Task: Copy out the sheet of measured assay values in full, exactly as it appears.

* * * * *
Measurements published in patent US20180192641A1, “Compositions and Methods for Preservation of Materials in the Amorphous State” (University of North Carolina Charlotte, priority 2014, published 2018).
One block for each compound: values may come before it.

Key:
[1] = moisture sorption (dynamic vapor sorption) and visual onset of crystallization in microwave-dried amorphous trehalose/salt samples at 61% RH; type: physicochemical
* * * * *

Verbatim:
Measurements published in patent US20180192641A1, “Compositions and Methods for Preservation of Materials in the Amorphous State” (University of North Carolina Charlotte, priority 2014, published 2018).
One block for each compound: values may come before it.

Key:
[1] = moisture sorption (dynamic vapor sorption) and visual onset of crystallization in microwave-dried amorphous trehalose/salt samples at 61% RH; type: physicochemical